What else can I say, folks, other than I’m a Yates fan-girl. I loved Good Time Cowboy not because it did something new, not because Wyatt and Lindy will stand out. They’ll meld into Yates’s world, along with all her happy couples. What will linger is the sense that in the humble romance, in our carnal, temporal, and temporary reality, we can fulfill our human calling: to love and be loved. (Good Time Cowboy is followed by a Yates novella. I didn’t read it. Even for Yates, I can’t do one after another. But I’ll be back for it.) With Miss Austen, I say that Yates’s Good Time Cowboy is proof “there is no charm equal to tenderness of heart,” Emma.

Maisey Yates’s Good Time Cowboy is published by HQN Books. It was released on August 21st and may be found at your preferred vendor. I received an e-ARC from HQN, via Netgalley.

3 thoughts on “REVIEW: Maisey Yates’s GOOD TIME COWBOY & A Confession from MissB

  1. Miss Bates, Sometimes when you have something to say that might be hurtful to other people, you should consider not saying it all, in particular in a public forum where it may give others the idea they too have license to say it. As a tall woman I have been told all my life that I will not be loved due to my height. Oh yes, it’s so lovely, I should be a model and everyone envies my long legs. But romance novels fetishize short women to the point that I’ve only seen one book in my whole life with a heroine my size. 2% of woman in America are my height or taller. That’s millions of women. Millions who never ever see themselves represented in fiction as people who can and will be loved. Because, hmmm, you can’t put your finger on why, it’s just a “preference”, but there’s something so compelling about petites. I can tell you what it is: Internalized sexism. If women must be diminished, not only in the workplace and our culture, but also physically, for you to find a story satisfying, then you need to look to your own heart. Because that’s wrong. And if you think it’s ok to proclaim to the world you think a particular kind of person outside the norm is not interesting to read romances about, then you need to look to your own heart at well. It’s not ok. Everyone deserves love. Everyone deserves to see themselves represented in love. And reviewers declaring they prefer the norm where they prefer to see only hyper-genderized tiny women being feisty is mean spirited not just to tall women but also to the millions of other women whose physicality falls outside the norm as well.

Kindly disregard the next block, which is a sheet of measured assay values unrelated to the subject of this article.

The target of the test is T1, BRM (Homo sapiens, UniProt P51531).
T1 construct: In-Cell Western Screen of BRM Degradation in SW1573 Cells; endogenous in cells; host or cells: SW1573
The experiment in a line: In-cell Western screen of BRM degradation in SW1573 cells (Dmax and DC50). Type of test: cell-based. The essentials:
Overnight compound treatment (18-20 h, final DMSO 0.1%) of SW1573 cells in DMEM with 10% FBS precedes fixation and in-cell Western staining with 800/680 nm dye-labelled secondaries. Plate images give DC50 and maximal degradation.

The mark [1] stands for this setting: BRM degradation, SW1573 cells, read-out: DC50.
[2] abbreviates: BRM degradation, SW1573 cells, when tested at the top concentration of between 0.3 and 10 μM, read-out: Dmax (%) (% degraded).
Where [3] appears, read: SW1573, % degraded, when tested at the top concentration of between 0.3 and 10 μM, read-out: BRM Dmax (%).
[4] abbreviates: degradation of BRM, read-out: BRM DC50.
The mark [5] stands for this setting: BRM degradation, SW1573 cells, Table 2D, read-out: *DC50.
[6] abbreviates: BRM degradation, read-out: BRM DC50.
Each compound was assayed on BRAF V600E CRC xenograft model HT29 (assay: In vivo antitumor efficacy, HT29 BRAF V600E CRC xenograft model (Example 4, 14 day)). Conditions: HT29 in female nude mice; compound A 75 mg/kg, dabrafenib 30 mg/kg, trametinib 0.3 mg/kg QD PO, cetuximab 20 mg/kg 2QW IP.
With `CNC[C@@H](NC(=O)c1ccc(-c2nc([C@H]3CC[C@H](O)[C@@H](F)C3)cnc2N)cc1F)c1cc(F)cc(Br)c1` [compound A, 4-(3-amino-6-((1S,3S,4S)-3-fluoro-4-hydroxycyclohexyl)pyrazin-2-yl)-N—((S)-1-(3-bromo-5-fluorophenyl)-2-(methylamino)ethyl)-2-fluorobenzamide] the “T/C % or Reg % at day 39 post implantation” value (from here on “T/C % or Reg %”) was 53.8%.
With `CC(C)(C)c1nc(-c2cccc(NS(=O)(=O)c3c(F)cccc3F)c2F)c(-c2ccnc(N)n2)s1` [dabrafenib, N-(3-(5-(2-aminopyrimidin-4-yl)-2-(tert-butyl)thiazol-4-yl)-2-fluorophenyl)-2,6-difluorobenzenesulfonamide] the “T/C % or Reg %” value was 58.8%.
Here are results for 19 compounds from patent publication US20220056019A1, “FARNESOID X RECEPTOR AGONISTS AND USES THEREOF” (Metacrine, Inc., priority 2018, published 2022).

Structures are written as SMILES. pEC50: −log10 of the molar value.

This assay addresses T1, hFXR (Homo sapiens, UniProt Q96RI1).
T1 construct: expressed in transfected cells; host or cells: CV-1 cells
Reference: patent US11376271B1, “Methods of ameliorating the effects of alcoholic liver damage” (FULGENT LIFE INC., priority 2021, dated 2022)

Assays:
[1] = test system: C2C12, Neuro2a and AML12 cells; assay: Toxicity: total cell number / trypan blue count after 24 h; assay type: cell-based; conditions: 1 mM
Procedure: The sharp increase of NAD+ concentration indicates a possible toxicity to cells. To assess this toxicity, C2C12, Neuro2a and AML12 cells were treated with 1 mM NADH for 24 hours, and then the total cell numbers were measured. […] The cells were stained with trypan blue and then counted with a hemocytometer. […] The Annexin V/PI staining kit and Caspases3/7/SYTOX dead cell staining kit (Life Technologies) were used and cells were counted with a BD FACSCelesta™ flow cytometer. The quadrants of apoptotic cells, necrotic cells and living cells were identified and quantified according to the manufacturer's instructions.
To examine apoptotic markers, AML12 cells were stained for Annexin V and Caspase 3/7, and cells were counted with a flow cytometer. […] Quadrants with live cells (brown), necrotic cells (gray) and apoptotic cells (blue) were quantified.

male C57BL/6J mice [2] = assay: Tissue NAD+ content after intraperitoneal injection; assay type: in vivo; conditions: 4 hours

2. “What will linger is the sense that in the humble romance, in our carnal, temporal, and temporary reality, we can fulfill our human calling: to love and be loved.”

    I love your insights into romance fiction. And I have missed making comments! One day I plan to glom Maisey Yates based on your wonderful reviews.


    1. Aw, thank you! Yates is as glommable as Neels, in a way.

      As I read more and more of the genre, in regards to what I wrote, I guess that’s really what’s left: that impression of a narrative that says this is life’s greatest good. I’ve never understood why readers say that romance is formulaic, all fiction narrative is pretty much “formulaic” if you reduce it. If I never tire of of reading/hearing the Christmas story, for example, saved baby, special baby, why would I tire of romance? I don’t think the illusion of verisimilitude has done the novel any favours.